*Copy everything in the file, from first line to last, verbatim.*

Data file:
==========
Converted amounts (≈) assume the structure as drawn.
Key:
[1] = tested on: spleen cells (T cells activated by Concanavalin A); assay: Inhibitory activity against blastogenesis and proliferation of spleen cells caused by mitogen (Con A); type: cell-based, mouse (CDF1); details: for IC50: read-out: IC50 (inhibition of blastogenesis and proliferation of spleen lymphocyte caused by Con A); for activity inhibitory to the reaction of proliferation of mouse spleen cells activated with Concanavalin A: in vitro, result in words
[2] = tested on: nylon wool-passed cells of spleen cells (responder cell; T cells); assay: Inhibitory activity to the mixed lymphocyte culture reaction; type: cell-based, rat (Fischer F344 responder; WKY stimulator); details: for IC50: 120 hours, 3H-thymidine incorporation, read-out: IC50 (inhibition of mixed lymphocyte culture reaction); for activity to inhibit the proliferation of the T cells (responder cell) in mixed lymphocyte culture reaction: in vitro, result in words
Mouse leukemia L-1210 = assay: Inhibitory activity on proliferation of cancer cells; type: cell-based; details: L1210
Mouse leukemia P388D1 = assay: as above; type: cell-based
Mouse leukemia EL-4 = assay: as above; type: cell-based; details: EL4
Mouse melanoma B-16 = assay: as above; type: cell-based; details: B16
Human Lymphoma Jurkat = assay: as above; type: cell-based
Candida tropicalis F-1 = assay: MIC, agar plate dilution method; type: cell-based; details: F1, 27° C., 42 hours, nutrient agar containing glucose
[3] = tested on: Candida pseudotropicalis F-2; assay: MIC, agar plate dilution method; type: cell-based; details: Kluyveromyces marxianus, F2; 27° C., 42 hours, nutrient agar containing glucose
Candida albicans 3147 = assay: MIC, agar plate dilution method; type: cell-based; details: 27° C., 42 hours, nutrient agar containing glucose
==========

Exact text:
Converted amounts (≈) assume the structure as drawn.
Key:
[1] = tested on: spleen cells (T cells activated by Concanavalin A); assay: Inhibitory activity against blastogenesis and proliferation of spleen cells caused by mitogen (Con A); type: cell-based, mouse (CDF1); details: for IC50: read-out: IC50 (inhibition of blastogenesis and proliferation of spleen lymphocyte caused by Con A); for activity inhibitory to the reaction of proliferation of mouse spleen cells activated with Concanavalin A: in vitro, result in words
[2] = tested on: nylon wool-passed cells of spleen cells (responder cell; T cells); assay: Inhibitory activity to the mixed lymphocyte culture reaction; type: cell-based, rat (Fischer F344 responder; WKY stimulator); details: for IC50: 120 hours, 3H-thymidine incorporation, read-out: IC50 (inhibition of mixed lymphocyte culture reaction); for activity to inhibit the proliferation of the T cells (responder cell) in mixed lymphocyte culture reaction: in vitro, result in words
Mouse leukemia L-1210 = assay: Inhibitory activity on proliferation of cancer cells; type: cell-based; details: L1210
Mouse leukemia P388D1 = assay: as above; type: cell-based
Mouse leukemia EL-4 = assay: as above; type: cell-based; details: EL4
Mouse melanoma B-16 = assay: as above; type: cell-based; details: B16
Human Lymphoma Jurkat = assay: as above; type: cell-based
Candida tropicalis F-1 = assay: MIC, agar plate dilution method; type: cell-based; details: F1, 27° C., 42 hours, nutrient agar containing glucose
[3] = tested on: Candida pseudotropicalis F-2; assay: MIC, agar plate dilution method; type: cell-based; details: Kluyveromyces marxianus, F2; 27° C., 42 hours, nutrient agar containing glucose
Candida albicans 3147 = assay: MIC, agar plate dilution method; type: cell-based; details: 27° C., 42 hours, nutrient agar containing glucose